Global regulators IOSCO illustrate Asset-Manager Cyber Risk

A recent report by the International Organization of Securities Commissions (IOSCO) illustrated an asset manager's cybersecurity risk assessment with a table of real-world threats. The table highlighted main potential cyber security risks for asset managers and rated each by the level of impact to the firm.

Practically speaking, IOSCO's highlighted threats and approach can be adopted and used by asset managers of any size and may be the best means to evaluate and evidence a firm's cyber risk. 

A table or matrix may already be in use for other aspects of compliance; however this example may urge firms to incorporate cyber security into it as well. It would be prudent for asset managers and investment advisers to take notice of the approach and review IOSCO's report.


The IOSCO report was a coordinated effort, bringing together insights and perspectives from IOSCO’s various policies, stakeholders and regional committees on the topic of cyber resilience. 

The report, 'Cyber Security in Securities Markets – An International Perspective,’ covered the main regulatory issues and challenges related to cyber security for relevant segments of securities markets. IOSCO also reviewed different regulatory approaches related to cyber security and the potential tools available to regulators to respond to the cyber risk while highlighting practices that have been adopted by market participants and emerging trends in cyber security.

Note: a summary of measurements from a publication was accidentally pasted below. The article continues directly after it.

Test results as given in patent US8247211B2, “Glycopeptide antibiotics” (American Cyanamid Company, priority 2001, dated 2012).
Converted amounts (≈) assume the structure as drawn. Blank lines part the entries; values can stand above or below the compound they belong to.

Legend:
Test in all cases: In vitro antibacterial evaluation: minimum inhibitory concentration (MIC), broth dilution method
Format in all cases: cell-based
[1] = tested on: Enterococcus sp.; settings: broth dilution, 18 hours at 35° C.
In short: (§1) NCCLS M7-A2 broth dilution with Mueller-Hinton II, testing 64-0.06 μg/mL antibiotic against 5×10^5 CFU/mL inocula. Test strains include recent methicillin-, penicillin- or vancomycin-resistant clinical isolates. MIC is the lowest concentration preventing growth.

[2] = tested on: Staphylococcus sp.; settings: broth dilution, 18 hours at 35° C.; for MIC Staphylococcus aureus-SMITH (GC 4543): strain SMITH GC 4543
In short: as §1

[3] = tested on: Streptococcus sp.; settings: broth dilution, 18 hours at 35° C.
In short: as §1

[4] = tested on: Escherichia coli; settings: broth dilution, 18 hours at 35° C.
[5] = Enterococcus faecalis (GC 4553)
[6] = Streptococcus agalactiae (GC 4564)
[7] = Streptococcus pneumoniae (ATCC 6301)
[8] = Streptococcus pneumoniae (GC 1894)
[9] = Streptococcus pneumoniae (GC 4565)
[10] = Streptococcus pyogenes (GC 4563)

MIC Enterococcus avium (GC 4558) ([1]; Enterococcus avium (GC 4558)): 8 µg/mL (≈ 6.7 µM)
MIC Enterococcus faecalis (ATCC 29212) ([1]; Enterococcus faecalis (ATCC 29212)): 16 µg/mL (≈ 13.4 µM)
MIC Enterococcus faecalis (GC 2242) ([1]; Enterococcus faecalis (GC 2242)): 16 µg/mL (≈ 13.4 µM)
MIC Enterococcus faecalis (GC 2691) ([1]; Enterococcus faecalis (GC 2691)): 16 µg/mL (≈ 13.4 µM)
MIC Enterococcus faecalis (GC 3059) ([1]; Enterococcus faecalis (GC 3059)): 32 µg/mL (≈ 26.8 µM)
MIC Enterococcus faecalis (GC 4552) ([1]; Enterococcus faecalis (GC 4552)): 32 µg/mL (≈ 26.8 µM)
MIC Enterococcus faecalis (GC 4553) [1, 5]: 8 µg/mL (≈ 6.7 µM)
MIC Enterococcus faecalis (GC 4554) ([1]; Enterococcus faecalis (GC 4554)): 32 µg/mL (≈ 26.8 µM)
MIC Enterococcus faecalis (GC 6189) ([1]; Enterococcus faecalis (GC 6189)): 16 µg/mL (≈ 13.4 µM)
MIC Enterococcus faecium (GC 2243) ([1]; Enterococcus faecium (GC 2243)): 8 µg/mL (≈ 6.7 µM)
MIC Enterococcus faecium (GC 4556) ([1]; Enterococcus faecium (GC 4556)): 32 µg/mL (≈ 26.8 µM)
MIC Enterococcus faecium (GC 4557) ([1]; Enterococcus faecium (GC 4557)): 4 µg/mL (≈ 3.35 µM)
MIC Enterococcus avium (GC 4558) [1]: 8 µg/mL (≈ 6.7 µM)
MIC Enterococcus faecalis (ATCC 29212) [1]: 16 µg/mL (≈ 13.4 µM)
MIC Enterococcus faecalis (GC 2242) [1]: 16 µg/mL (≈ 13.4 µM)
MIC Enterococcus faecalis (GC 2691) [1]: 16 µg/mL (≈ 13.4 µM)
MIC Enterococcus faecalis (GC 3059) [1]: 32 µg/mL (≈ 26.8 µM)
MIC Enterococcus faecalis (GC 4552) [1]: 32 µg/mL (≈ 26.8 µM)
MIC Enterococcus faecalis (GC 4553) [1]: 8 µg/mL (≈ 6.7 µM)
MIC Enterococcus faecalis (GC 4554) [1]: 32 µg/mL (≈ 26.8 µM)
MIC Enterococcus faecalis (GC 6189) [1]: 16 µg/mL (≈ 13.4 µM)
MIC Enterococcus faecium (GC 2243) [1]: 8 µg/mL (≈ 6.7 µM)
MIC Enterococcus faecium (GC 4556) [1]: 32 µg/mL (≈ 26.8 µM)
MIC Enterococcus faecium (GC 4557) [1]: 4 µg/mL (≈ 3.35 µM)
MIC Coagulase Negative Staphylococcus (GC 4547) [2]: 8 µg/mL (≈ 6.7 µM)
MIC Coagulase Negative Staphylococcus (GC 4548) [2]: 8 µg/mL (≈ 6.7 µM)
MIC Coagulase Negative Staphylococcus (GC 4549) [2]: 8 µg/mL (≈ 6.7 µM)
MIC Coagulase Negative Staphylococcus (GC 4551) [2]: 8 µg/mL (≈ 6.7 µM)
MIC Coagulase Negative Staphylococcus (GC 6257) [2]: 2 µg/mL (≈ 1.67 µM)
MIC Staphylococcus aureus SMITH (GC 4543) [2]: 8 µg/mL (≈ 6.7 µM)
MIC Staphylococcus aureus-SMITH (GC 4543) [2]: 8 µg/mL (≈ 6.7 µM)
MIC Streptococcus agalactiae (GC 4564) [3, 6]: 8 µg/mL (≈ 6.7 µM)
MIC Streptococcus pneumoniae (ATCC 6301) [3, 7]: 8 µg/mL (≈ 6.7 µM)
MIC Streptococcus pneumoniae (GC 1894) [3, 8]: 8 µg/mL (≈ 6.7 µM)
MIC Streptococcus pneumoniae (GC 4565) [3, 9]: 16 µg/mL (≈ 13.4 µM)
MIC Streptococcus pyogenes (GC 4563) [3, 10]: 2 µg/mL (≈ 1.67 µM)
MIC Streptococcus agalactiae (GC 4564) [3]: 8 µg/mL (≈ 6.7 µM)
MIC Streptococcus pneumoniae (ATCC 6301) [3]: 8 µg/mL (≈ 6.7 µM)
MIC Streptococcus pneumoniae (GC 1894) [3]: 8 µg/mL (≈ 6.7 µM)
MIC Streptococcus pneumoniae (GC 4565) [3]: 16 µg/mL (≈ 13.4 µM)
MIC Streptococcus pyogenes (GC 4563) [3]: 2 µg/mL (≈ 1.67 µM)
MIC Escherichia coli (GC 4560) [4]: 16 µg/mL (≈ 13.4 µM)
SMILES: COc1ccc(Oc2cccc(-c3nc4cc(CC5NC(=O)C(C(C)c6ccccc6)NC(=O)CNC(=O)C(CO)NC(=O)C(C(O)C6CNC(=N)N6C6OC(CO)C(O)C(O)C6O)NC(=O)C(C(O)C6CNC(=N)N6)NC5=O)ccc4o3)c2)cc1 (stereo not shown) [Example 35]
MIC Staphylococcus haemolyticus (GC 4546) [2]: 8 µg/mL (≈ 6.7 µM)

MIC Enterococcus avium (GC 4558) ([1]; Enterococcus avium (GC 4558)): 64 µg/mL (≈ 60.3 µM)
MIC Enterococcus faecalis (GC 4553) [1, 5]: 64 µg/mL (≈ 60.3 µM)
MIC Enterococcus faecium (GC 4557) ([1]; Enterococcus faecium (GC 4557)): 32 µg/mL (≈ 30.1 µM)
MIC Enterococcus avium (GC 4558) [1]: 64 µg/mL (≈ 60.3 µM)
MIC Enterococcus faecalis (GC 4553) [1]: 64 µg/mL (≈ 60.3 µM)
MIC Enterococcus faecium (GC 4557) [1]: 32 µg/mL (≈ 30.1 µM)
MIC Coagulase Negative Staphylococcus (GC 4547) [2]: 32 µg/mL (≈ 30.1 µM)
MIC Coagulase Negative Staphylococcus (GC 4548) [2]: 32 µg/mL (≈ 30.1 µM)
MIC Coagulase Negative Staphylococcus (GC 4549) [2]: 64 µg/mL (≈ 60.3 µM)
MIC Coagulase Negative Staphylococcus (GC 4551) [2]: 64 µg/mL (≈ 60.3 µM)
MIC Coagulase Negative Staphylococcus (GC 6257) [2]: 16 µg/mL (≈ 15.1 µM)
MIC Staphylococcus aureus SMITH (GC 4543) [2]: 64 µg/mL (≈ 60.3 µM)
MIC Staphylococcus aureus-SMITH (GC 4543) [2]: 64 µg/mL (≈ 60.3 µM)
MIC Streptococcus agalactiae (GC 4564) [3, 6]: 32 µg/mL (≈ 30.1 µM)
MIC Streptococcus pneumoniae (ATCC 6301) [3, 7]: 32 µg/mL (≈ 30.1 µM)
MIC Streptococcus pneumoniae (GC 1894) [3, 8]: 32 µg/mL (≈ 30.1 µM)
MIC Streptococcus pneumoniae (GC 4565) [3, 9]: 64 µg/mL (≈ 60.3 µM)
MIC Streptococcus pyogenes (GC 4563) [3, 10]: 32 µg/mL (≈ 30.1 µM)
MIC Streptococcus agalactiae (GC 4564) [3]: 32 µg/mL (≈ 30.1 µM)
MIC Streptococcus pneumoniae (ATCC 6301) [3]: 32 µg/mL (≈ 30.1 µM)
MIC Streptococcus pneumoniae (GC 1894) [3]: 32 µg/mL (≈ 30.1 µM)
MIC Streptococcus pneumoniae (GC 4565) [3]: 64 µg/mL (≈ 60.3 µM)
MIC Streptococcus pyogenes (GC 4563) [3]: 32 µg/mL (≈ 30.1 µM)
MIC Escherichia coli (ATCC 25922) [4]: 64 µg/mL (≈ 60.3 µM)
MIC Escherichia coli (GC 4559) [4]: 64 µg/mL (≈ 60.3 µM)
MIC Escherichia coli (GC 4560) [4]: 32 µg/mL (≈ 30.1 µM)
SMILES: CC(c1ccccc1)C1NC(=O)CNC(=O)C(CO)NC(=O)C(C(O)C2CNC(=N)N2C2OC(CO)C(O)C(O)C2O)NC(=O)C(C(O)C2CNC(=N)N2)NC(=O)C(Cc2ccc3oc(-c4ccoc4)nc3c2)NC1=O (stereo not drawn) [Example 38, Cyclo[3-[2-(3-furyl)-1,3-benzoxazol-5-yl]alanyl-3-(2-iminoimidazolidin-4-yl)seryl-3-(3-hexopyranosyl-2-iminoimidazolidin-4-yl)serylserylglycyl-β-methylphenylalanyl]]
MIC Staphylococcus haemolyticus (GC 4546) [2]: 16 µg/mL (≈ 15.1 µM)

The SEC has made cyber security an exam priority, releasing risk alerts and guidance over the last few years. In a recent risk alert, the SEC re-emphasized its cyber security concerns. The alert highlights six areas of focus for its second round of cyber security examinations and includes a sample examination request letter.

The IOSCO report echoes many of the same concerns as the SEC's recent alert, specifically the SEC's first; governance and risk assessment. 


A table or matrix can be a great tool for establishing the evidence of compliance and organizing compliance calendars. In specific, investment advisory firms have been using this format to help establish a culture of risk management with a mapping of risks to formulate the general risk assessment process. The IOSCO report shows this can be adapted into cyber security as well.

A typical table or matrix will identify the risk, determine its impact, likelihood and priority; create a procedure to mitigate the risk; and perform forensic testing to ensure that the firm's measures are reasonably effective.

Evidence of compliance is often a challenge for many investment advisers for many facets of the compliance program. Many firms have found using a table, matrix or even calendar with periodic testing and updates can be the best tool to show evidence. The SEC has also used a matrix to show what may be expected of advisory firms when it comes to a general risk assessment; a scenario was presented at the


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